Race Weekend Central

Voices From the Heartland: As a NASCAR Sponsor, Respect for ExtenZe Grows Bigger

There are a few things that I hate in this world. I don’t “hate” a lot, mostly because it is a waste of time, but there are a few things that really get my loathing up. Among those are; stupid people, stupid products and stupid commercials in no particular order. Unfortunately, stupid products usually go hand in hand with even stupider commercials… leading me to wonder if the people starring in them or endorsing the product are stupid as well. I mean, who in their right mind would want their claim to fame to be endorsing a stupid product or acting in a stupid commercial?

Such has been my opinion of ExtenZe ever since I saw their very first commercial. Since then, I have publicly mocked their product, their commercials, the actors in them and most recently have found renewed uselessness for Jimmy Johnson (the old guy, not the racer). To a lesser extent, I have been disappointed by Joe Nemechek and Kevin Conway for their simple association with ExtenZe, but I can see their reasons for it. Joe needed a sponsor and Kevin needed a ride – the latter of which is the point of this column.

See also
Top 10 Reasons ExtenZe Decided to Leave Front Row Motorsports

When ExtenZe decided to go racing in NASCAR’s Nationwide Series back in 2009, as near as I can tell from my research, Conway has been their guy. Conway raced 12 times in ’09 under the influence of ExtenZe, the first five being for owner Nemechek, six with Dusty Whitney and one with Robert Richardson Sr.

In 2010, ExtenZe decided to step it up and go Cup racing, providing primary sponsorship for Bob Jenkins on one of his three Cup entries – most recently the No. 34. And that folks, almost brings us to the present day! Almost!

On Aug. 9, it was reported that Conway, after 21 races this year with Jenkins, was in danger of being dumped for “poor performance.” ExtenZe, at the time, was expected to continue their sponsorship of Jenkins’s machine. But all of a sudden, the company revealed they had other ideas, as a press release later that same day would indicate:

“Contrary to some Internet reports out there that recently surfaced after the NASCAR race weekend concluded at Watkins Glen, ExtenZe and Alteril are 100% committed to Kevin Conway and the sport of NASCAR,” said Robert Wilhovsky, Director of Motorsports Marketing. “While we are currently evaluating our options for 2011, Kevin Conway has been and will continue to be the foundation of our NASCAR program in the years ahead.”

Now folks, I have to be honest with you here. When I first read that, I was a bit skeptical. It was after all, a “press release,” which usually is the standard response, especially in this sport. On Aug. 13, however, my skepticism turned to outright surprise.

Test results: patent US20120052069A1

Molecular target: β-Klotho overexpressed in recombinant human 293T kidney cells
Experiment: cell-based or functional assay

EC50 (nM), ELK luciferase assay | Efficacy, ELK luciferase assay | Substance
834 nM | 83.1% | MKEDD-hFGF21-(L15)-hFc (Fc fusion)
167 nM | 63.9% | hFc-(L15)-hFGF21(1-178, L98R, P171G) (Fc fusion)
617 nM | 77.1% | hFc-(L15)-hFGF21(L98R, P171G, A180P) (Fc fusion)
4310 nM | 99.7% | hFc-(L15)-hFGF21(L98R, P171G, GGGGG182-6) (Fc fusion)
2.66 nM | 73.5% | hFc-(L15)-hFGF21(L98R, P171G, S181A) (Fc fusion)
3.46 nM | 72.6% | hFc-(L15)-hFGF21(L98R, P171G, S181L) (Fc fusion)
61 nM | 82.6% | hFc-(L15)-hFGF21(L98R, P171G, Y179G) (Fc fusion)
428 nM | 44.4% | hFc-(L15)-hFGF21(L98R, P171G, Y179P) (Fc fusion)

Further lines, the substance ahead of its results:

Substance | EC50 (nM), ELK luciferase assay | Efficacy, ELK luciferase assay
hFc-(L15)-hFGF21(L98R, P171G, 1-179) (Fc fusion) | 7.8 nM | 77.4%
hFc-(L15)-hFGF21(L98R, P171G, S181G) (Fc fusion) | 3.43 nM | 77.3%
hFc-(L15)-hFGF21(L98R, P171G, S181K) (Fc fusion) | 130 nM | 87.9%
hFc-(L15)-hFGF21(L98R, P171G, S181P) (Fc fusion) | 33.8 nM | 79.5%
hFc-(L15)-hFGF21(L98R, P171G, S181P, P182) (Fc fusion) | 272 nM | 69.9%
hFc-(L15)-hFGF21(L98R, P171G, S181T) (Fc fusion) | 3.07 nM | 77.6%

“We decided to make a driver change,” said Front Row general manager Jerry Freeze. “ExtenZe (Conway’s sponsor) has asked to take a hiatus. They’re taking a break and could be back later this fall. Tony [Raines] is on the entry blank thru Bristol and then we‘ll reevaluate.”

My surprise turned into downright respect, for at least the marketing department of ExtenZe, when they immediately suspended their relationship with Jenkins and Front Row Motorsports just hours after Freeze announced Conway’s firing.

“As was released earlier this week, ExtenZe and Alteril are 100% committed to Kevin Conway and the sport of NASCAR,” said Wilhovsky. “We are currently evaluating our options for the rest of 2010 and next year.”

I still don’t like their product, their endorser Johnson or their commercials, but I do admire their loyalty to Conway. Kevin is a nice and personable guy who has always had time to talk to me when asked. I hope he and ExtenZe find a more appreciative team to sponsor in the near future.

By the way, in case you are wondering, here is a bit of history about Bob Jenkins and his racing program.

The decision to fire Conway was based solely because the No. 34 was (at the time) in the 35th spot in the owner standings. One of Jenkins’s other cars, the No. 37, was somewhere just above that while the No. 38 was outside the Top 35. Now, I understand the need or desire to keep your car inside the Top 35, but at the cost of a primary sponsor? And to replace Conway with Raines?

Raines is also a nice guy who’s talent, in my opinion, has never fully been tapped and he has driven for Jenkins before, but really… was Conway’s performance all that bad?

Conway’s average start this year has been 40.0, with his average finish at 31.6. He has no wins, no top fives and no top 10s but he has won over $1.8 million. In 150 career Cup starts as an owner, Jenkins’s cars have all recorded no wins, no top fives, no top 10s and no poles. Over that six-year period, Jenkins’s cars have had an average start of 37.2 with an average finish of 32.1… all with a list of drivers as long as your arm, the most notable of which is probably John Andretti!

So, Conway’s performance was “poor” compared to whose? Perhaps Bob Jenkins should focus on building a car that can qualify a little better! Oh, that’s right… hard to do when you lose primary sponsors!

My hat is off to ExtenZe’s loyalty! But I still ain’t taking their pills!

Stay off the wall,

Jeff Meyer

About the author

The Frontstretch Staff is made up of a group of talented men and women spread out all over the United States and Canada. Residing in 15 states throughout the country, plus Ontario, and widely ranging in age, the staff showcases a wide variety of diverse opinions that will keep you coming back for more week in and week out.

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